Singapore users are worried about privacy but fail to do enough to keep their personal information safe, according to a report put out by Trend Micro.
The cyber security company’s revelation will worry users more, after high-profile leaks of personal information belonging to telecom operator M1 and karaoke chain KBox’s customers in the past week.
Trend Micro’s poll of about 750 Singapore-based Internet users showed that 76 per cent of them were concerned about sharing private information on social networking sites. And 69 per cent of them delete or hide timeline posts they had shared previously.
However, awareness does not always translates into precautionary behaviour. Sixty-six percent of users here did not install security software on their computers and mobile devices. Seventy-seven percent did not use parental controls to protect their kids from online dangers.
Such behaviour persists even though users can’t tell rogue software from regular, safe versions. While 20 per cent of the respondents believe they may have downloaded malicious apps at some point, a surprising 51 per cent were unsure if they have encountered one.
Malicious software may sneakily gather information about one’s browsing habits and log every keystroke, forwarding them to another party for targeted advertising or worse, identity theft.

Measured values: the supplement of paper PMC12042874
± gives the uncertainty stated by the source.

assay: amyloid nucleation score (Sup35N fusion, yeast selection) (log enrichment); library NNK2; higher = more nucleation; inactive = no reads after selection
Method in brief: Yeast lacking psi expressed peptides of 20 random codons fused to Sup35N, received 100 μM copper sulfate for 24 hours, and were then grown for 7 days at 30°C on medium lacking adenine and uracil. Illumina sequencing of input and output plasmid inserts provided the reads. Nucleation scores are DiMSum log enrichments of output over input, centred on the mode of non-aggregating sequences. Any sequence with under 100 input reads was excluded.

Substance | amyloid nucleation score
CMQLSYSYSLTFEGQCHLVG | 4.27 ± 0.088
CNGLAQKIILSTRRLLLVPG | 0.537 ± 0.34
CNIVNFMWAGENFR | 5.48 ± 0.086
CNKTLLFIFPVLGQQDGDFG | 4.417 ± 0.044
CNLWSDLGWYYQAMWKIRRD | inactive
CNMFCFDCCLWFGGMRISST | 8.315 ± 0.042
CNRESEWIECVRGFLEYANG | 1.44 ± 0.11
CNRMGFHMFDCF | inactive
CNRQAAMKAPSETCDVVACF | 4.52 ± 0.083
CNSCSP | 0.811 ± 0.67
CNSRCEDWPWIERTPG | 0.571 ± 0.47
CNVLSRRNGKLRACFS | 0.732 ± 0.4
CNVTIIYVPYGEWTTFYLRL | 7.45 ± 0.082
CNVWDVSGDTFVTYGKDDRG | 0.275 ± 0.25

Singapore users are guilty of other rather unsafe practices as well. Sixty per cent of respondents only changed their passwords when needed and 32 per cent of mobile users allowed apps to access their social media profiles.
Almost half of surveyed respondents – 48 per cent – let their browser save their passwords online, a dangerous practice susceptible to hacking, especially in the wake of online data breaches.
All of this sounds rather ominous. What can users do? Well, for starters, get protected by simple security tools such as Microsoft Security Essentials, which is free and is fairly good at what it does. Windows 8 machines already have it, but users of older PCs can still download it.
Finally, even the best security suite cannot guard against errant users. When entering sensitive personal details like addresses and credit card numbers, ensure the site is secure (https) and verify the site certificate.
The Trend Micro poll also revealed that 12 per cent of the respondents were friends with their boss on a social network, with 8 per cent granting access to view posts or photos. Any social media misstep would have led to repercussions on one’s professional reputation.
So, besides security tools, thinking twice before giving up personal information or making comments openly online might just be half the privacy battle won.
Here’s an infographic of the Trend Micro survey findings: